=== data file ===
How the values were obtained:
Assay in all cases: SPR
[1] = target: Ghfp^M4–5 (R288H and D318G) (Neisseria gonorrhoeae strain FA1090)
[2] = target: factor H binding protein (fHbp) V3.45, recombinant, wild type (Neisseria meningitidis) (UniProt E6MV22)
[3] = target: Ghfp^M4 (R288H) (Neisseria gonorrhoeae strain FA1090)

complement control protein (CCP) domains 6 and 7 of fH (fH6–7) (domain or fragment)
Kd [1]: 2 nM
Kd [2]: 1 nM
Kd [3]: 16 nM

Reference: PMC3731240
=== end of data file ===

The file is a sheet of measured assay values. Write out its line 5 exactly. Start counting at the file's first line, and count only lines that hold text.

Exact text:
[3] = target: Ghfp^M4 (R288H) (Neisseria gonorrhoeae strain FA1090)